Until now, most of the growth in the Chinese car market has come from the economically fertile Pacific Coast crescent, but that trend’s likely to shift given that smog and traffic-clogged cities like Beijing now aim to slow automotive growth. The Baojun brand was created specifically to go after consumers in second and third-tier cities in the Chinese interior.
With 20 new products coming under its various brand names, GM is betting it can significantly boost its current 13 percent share of the Chinese market — where it already sells more vehicles than it sells in the United States.
The automaker is also pressing the pedal to the metal in other key emerging nations, most notably Brazil, Russia and India which, along with China, are collectively known as the “BRIC” markets.
With the U.S. market recovering at a relatively moderate pace — and consumers demanding hefty incentives to lure them into showrooms — GM officials admit that they are giving careful thought to how to use their finite resources. Prior to the GM’s Chapter 11 filing, former GM Vice Chairman and “car czar” Bob Lutz acknowledged that the carmaker would likely put more of an emphasis on overseas operations.
That’s especially obvious with the Buick brand, where key product development decisions are increasingly being made at GM’s Chinese headquarters, in Beijing. Much of the small car development work for Chevrolet and other GM brands has shifted to what used to be known as GMDAT, or the old Daewoo brand, in South Korea.
The shift reflects the GM’s move to global platforms. It’s a strategy that most carmakers — American, Asian and European — have adopted. Rather than develop a product specifically for each market, GM is working up global platforms that can be shared in, say, China, Germany and the United States.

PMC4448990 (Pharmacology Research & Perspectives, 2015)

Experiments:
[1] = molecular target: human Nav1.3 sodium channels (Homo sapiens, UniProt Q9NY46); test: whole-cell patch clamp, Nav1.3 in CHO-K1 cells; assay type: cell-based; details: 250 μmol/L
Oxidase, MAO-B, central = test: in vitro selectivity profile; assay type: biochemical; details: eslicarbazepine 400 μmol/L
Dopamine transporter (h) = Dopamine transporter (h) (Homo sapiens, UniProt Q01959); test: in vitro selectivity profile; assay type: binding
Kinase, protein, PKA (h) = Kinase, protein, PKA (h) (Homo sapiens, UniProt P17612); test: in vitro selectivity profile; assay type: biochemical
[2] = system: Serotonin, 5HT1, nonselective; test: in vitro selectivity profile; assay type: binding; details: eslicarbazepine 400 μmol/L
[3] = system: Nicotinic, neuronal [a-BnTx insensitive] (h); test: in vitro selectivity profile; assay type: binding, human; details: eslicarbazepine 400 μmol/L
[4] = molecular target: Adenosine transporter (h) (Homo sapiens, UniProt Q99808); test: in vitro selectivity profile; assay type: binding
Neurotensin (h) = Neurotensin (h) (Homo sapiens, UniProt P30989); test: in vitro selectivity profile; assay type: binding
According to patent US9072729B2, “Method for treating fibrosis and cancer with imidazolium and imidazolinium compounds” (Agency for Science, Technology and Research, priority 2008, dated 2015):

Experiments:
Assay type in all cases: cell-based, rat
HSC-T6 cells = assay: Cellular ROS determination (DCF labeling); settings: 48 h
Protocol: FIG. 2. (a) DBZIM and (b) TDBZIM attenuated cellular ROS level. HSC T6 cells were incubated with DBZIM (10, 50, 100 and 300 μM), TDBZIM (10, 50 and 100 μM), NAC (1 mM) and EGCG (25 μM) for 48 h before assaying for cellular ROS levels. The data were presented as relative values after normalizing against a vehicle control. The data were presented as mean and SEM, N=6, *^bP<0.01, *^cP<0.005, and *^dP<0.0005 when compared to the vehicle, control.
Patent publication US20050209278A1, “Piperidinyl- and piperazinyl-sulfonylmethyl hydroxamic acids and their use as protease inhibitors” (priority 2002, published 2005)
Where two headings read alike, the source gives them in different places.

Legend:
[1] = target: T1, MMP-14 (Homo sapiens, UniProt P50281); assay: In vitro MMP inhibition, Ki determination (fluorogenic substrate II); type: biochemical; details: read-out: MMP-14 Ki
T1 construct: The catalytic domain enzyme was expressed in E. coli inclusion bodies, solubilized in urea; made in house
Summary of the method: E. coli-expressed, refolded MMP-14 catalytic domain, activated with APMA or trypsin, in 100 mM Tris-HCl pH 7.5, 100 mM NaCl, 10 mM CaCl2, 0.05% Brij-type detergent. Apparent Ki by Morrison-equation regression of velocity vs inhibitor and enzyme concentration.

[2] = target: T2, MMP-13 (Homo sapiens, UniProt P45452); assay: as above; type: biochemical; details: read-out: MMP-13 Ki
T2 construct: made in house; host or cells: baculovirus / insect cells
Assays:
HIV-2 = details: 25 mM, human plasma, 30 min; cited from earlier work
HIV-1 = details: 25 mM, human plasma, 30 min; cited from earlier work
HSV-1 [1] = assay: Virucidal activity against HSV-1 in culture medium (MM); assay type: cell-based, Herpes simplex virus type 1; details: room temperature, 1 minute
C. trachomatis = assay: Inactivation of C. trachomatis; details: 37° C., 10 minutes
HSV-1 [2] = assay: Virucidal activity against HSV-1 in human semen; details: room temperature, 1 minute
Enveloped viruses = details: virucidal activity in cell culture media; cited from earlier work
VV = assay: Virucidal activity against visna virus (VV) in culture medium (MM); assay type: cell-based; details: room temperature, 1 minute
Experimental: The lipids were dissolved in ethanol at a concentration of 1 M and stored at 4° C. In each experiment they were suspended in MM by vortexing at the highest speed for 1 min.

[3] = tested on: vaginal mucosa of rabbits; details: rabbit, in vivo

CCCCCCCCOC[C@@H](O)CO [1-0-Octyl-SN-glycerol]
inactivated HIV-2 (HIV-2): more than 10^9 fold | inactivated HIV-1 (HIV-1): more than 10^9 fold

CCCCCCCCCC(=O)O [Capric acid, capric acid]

That doesn’t necessarily mean the cars are identical. There can be notable updates made to reflect regional demand. But the approach helps to build economies of scale.
On the question of whether focusing on a global strategy takes attention away from the U.S. market, GM’s Vice Chairman Steve Girsky notes that “each market will have its own distinct tastes and desires. The challenge for us is to meet those needs while communizing as many parts and components as possible.”
The global approach is also helping GM expand its presence in new markets, “where we want to remain strong,” GM CEO Dan Akerson said recently. But the focus on global products can have a downside, especially if it results in the delay of other programs.
“Because of the bankruptcy, we're about 12 to 15 months behind where we would want to be in new product introductions in this country," Akerson recently acknowledged.
The chief executive has authorized a spending blitz designed to help fill what could be a real product hole in the United States over the next several years, but it could be difficult to catch up, GM officials admit. If so, the carmaker will wind up being that much more dependent on foreign markets such as China, to pick up the slack.